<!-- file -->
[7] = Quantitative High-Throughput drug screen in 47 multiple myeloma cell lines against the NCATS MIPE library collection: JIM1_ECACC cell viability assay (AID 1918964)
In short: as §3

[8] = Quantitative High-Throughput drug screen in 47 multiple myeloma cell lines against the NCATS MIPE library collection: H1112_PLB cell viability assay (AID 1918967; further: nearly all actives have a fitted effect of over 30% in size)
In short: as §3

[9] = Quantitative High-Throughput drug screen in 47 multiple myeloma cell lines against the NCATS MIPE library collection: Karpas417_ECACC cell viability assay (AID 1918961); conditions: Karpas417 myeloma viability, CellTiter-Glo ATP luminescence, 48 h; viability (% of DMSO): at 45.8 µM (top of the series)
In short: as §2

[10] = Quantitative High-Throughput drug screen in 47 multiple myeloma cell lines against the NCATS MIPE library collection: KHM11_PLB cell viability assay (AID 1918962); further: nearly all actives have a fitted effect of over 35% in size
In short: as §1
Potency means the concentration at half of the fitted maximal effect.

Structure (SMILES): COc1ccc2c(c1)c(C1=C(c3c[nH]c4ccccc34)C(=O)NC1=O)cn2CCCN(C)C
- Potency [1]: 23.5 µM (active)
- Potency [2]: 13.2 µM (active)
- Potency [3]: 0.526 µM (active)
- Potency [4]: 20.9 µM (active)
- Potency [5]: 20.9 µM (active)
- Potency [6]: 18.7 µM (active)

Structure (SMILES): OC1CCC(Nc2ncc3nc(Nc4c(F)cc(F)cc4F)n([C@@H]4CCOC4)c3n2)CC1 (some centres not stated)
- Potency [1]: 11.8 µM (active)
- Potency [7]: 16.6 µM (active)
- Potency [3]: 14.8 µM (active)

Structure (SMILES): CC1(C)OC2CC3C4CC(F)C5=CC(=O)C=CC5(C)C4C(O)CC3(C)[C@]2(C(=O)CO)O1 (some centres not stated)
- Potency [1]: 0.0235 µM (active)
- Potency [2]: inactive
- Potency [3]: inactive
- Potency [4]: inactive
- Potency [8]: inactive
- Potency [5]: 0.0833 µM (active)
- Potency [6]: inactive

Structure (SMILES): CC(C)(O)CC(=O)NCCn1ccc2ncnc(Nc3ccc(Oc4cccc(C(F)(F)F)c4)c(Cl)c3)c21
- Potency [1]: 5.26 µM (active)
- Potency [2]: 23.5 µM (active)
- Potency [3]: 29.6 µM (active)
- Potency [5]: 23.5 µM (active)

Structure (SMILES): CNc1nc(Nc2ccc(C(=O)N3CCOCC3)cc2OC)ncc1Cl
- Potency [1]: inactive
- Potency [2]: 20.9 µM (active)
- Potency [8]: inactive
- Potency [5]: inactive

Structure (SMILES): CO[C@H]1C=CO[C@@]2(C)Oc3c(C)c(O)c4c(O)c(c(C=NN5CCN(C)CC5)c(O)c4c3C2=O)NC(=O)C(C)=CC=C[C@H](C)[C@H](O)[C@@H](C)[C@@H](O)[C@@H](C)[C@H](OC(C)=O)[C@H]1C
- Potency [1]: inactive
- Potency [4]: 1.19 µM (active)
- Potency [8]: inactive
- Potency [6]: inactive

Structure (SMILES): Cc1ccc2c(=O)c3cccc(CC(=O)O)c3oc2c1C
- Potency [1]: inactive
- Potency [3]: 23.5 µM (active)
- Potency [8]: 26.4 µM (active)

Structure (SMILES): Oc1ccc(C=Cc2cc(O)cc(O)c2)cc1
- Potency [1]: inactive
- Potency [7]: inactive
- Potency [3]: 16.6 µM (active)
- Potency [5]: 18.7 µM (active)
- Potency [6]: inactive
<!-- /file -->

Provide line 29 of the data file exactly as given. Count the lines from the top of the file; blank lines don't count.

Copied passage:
Structure (SMILES): CC(C)(O)CC(=O)NCCn1ccc2ncnc(Nc3ccc(Oc4cccc(C(F)(F)F)c4)c(Cl)c3)c21